Obama To Congress: Act On Stimulus Plan

President-elect Obama said congressional inaction on his economic stimulus package could make a bad situation dramatically worse. In a speech at George Mason University, outside Washington, Obama blamed the economic crisis on "an era of profound irresponsibility."

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MICHELE NORRIS, host:

From NPR News, this is All Things Considered. I'm Michele Norris.

MELISSA BLOCK, host:

And I'm Melissa Block. Since he came to Washington this week, President-elect Barack Obama has spoken every day about what he wants from Congress - a huge economic stimulus package. In a speech today, he also issued a call to the American people. Mr. Obama echoed Presidents Roosevelt and Kennedy and urged Americans to restore their confidence in government and the U.S. economy. NPR's Scott Horsley reports.

SCOTT HORSLEY: President-elect Obama painted a frightening picture of a worsening economic crisis with more than two million jobs lost and manufacturing at its lowest level in almost three decades. He said it's not too late to stop the downward spiral, but warned soon it could be. Mr. Obama says Congress should have an open and honest debate about his economic stimulus package, but be quick about it.

President-elect BARACK OBAMA: For every day we wait or point fingers or drag our feet, more Americans will lose their jobs, more families will lose their savings, more dreams will be deferred and denied. And our nation will sink deeper into a crisis that, at some point, we may not be able to reverse.

HORSLEY: As part of his plan, Mr. Obama wants the federal government to spend hundreds of billions of dollars building roads and bridges, digitizing medical records and investing in clean energy. He says the goal is not only to create jobs in the short run, but to put people to work in ways that pay long-term dividends.

President-elect OBAMA: It's not just another public works program. It's a plan that recognizes both the paradox and promise of this moment - the fact that there are millions of Americans trying to find work even as, all around the country, there's so much work to be done.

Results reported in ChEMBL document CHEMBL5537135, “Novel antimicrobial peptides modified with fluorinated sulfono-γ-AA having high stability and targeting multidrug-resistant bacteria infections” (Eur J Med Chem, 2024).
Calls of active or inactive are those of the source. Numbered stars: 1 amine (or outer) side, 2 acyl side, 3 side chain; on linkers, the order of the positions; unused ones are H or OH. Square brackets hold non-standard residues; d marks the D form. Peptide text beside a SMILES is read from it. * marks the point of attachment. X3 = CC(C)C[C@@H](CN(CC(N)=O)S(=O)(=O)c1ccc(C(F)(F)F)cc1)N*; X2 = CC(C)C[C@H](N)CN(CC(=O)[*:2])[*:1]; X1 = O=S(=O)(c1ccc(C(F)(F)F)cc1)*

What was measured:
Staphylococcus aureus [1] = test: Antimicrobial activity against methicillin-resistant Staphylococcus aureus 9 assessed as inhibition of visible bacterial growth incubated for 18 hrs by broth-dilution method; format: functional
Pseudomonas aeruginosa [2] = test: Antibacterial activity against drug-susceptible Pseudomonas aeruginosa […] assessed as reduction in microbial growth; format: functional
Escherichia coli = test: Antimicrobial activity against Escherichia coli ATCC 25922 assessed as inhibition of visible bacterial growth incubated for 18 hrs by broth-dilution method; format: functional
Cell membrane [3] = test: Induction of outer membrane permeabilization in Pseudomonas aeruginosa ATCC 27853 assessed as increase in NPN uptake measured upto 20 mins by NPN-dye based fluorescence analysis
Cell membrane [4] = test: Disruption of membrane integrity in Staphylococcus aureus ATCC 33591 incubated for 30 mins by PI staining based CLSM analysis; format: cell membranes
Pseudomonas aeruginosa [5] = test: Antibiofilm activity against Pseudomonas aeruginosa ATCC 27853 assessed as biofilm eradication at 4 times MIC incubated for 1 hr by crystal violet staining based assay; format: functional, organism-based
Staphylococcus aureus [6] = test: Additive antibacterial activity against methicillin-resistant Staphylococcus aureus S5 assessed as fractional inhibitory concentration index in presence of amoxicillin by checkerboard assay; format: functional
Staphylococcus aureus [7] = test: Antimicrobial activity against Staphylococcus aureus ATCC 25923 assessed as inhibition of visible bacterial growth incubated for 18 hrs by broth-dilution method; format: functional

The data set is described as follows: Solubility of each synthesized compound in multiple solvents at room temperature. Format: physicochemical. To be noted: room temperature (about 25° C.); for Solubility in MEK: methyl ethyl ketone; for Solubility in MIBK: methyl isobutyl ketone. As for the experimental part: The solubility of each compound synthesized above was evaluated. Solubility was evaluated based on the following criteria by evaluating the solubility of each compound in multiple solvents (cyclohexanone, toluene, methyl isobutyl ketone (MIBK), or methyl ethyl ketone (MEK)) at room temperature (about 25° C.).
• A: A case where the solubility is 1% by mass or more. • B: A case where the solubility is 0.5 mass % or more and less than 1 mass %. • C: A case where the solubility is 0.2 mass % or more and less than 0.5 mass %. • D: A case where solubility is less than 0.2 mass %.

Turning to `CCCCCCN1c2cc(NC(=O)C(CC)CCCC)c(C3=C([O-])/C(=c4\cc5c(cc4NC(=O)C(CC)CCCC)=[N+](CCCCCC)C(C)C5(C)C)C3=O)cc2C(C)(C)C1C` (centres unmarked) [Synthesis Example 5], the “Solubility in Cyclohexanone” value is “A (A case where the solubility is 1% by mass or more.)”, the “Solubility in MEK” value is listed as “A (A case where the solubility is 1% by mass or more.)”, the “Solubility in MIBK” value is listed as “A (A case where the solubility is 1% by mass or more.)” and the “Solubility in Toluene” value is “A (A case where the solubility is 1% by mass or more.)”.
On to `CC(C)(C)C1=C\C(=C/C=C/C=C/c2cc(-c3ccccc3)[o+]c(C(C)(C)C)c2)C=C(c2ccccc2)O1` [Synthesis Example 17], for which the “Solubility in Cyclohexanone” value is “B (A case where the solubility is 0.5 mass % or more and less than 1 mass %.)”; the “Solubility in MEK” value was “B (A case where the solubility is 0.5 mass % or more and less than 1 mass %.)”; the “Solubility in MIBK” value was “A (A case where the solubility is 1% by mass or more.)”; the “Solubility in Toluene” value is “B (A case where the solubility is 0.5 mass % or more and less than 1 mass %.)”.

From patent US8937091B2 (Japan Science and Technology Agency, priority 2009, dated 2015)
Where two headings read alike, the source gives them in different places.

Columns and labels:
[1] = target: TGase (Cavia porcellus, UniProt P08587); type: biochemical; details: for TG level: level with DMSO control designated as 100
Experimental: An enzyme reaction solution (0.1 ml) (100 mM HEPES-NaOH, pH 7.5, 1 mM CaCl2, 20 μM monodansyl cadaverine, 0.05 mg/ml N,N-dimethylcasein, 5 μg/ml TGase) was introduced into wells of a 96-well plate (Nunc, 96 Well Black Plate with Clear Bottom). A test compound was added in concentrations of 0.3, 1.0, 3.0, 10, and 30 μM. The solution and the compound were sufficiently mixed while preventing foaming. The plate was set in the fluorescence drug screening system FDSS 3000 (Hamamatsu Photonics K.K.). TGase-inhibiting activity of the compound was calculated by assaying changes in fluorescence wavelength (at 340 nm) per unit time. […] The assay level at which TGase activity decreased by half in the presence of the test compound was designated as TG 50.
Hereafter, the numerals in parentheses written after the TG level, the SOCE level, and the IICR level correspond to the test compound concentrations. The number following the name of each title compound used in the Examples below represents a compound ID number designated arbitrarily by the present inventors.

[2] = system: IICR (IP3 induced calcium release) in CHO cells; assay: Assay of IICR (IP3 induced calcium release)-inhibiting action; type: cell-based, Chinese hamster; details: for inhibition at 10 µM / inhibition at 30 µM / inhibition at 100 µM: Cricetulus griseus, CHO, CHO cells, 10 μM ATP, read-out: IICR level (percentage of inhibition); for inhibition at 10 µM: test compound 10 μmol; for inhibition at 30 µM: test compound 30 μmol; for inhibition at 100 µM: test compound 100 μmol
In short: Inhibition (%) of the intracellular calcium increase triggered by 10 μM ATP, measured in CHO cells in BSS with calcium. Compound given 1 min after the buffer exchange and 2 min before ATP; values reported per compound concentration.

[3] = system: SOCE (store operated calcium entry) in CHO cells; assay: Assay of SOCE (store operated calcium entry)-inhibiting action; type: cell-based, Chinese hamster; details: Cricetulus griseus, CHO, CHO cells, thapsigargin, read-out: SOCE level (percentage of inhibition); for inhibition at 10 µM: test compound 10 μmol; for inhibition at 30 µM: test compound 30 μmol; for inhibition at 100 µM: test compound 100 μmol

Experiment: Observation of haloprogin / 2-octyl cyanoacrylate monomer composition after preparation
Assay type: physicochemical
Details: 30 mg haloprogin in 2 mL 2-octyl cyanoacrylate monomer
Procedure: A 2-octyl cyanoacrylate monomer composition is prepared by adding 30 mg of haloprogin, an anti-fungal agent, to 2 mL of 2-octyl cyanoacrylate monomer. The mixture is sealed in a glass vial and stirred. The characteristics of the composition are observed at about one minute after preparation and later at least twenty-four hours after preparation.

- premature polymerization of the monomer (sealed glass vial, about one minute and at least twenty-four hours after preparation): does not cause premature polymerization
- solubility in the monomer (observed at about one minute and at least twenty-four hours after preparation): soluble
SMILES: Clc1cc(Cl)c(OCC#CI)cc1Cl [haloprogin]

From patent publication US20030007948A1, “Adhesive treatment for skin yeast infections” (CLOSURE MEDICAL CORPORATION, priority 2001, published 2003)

HORSLEY: The president-elect acknowledged new spending on such a massive scale will deepen the deficit, at a time when the government is already expected to run in the red by more than a trillion dollars this year. He said skepticism is understandable, given how much money the government's already spent on financial bailouts with little to show for it. He said given the dire economic situation, the government has no choice but to act.

President-elect OBAMA: It is true that we cannot depend on government alone to create jobs or long-term growth. But at this particular moment, only government can provide the short-term boost necessary to lift us from a recession this deep and severe.

HORSLEY: In addition to new government spending, Mr. Obama's stimulus proposal will include hundreds of billions of dollars in tax cuts, including the thousand dollar cut for working families he promised during the campaign. He's also calling for a sweeping effort to prevent home foreclosures and an overhaul of the nation's financial regulations.

His message today was aimed partly at lawmakers, but also at the American people. His tone borrowed from another new president who spoke during an even deeper economic crisis, rallying the public to look beyond their fears.

Dr. DAVID WOOLNER (Executive Director, Franklin and Eleanor Roosevelt Institute; Assistant Professor, History and Political Science, Marist College): Part of what Roosevelt really felt he had to do was to restore the faith of the American people in democracy itself and in our government.

HORSLEY: David Woolner is executive director of the Franklin and Eleanor Roosevelt Institute in Hyde Park, New York. He says it's no accident the incoming president is echoing President Roosevelt.

Dr. WOOLNER: Part of what leadership is all about is restoring and maintaining confidence of the people in their government and in their leadership, and that's a good deal of what President-elect Obama is going to have to do.